I'm tired of the default that humans are instinctively, naturally evil and intolerant.

Respect to this quality human being, Mashish. RIP.

 

 

 

 

 

 

 

 

 

 

"Experiments are the only means of knowledge at our disposal. The rest is poetry, imagination." Max Planck


Brian37
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Right. On a local message

Right.

On a local message board I posted a story about an atheist equating the "new atheists" to being as fundy as any Muslim or Christian. I pointed out the author was wrong. In  that  Hitchens and Harris and Dawkins, like most people, whom if came across a car crash would not stop and ask what the person's political party or religion was and refuse help and let them die if the person was of an opposite position. The Christian counterpart who responded agreed.

Our labels DO NOT change the fact that we are all human and under similar situations we would not behave much differently. What about all the witnesses who did not help? Plenty of people in violent situations help and plenty of people in violent situations don't help out of fear.

I am sorry this person died. But his actions were because of him, not his label. There are plenty of people around the world of all labels who have in the past, and to this day, risk their lives, or give up their lives to save others. Christianity did not invent human response anymore than any other religion, past or present.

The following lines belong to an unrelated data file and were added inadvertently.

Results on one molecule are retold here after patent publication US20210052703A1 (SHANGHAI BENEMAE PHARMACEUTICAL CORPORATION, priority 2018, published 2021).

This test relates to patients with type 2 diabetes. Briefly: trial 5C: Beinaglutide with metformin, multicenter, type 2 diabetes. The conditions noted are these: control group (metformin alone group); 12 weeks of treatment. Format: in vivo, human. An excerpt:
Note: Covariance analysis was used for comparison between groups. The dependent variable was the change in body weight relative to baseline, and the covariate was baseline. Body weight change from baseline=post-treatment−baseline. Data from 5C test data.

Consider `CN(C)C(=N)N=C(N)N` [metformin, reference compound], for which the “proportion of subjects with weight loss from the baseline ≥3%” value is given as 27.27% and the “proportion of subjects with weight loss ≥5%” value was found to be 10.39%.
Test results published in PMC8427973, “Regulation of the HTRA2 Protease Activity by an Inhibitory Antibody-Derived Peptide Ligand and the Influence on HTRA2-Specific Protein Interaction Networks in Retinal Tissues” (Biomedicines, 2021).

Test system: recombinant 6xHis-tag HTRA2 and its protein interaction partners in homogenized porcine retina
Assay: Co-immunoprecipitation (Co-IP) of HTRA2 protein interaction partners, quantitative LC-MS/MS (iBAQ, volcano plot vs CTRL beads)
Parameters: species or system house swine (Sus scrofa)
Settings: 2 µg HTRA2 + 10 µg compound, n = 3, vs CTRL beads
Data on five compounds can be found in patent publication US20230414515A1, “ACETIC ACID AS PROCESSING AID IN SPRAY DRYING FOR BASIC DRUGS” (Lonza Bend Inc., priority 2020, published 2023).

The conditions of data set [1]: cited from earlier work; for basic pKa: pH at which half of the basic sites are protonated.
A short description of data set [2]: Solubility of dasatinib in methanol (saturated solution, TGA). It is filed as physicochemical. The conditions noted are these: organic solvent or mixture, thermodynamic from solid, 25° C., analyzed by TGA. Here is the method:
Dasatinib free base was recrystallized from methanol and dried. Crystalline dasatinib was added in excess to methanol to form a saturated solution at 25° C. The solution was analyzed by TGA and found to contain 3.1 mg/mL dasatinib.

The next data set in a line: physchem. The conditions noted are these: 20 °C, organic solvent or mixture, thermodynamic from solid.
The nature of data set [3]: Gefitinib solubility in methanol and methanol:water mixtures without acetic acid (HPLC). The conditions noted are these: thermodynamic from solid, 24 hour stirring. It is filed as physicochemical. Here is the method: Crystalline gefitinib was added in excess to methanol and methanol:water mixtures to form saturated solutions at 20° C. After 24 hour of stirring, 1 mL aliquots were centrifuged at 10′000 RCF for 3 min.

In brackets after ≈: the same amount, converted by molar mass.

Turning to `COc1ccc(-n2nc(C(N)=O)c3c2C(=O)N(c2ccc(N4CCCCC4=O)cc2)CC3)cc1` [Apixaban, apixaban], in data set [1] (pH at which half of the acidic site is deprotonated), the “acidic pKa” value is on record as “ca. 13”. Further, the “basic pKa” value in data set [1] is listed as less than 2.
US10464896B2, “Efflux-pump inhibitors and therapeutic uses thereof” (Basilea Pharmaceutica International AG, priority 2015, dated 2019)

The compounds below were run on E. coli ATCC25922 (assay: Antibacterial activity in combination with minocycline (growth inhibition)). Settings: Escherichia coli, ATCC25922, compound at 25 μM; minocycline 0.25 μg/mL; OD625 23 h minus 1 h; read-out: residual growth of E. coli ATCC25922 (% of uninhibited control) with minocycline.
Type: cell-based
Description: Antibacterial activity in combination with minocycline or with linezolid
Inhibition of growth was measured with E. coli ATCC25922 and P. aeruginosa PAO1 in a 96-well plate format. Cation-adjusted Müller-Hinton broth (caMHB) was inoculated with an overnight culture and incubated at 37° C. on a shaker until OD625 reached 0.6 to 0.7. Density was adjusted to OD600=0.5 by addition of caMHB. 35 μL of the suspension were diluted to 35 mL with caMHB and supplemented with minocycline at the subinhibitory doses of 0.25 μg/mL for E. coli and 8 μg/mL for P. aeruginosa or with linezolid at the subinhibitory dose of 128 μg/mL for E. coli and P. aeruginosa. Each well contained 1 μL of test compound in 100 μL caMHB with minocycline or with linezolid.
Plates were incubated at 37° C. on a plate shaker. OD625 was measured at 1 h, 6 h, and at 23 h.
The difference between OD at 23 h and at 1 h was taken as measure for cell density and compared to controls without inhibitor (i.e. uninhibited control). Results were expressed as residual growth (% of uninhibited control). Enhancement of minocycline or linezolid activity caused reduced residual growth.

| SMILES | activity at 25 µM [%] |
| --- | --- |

"We are a nation of Christians and Muslims, Jews and Hindus -- and nonbelievers."Obama
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Renee Obsidianwords
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I love a good human interest story...

 


 XXXXXX janitor died saving XXXXXXX students

Slowly building a blog at ~

http://obsidianwords.wordpress.com/


Vastet
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A noble act.

A noble act.

Proud Canadian, Enlightened Atheist, Gaming God.


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Atheistextremist

Atheistextremist wrote:
Respect to this quality human being, Mashish. RIP.


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Neat story.

Neat story.

 

Edit:  Actually, it is a shitty, tragic story where great suffering was caused by extremists.  But it is nice to see a good person get some props from the local community.

Everything makes more sense now that I've stopped believing.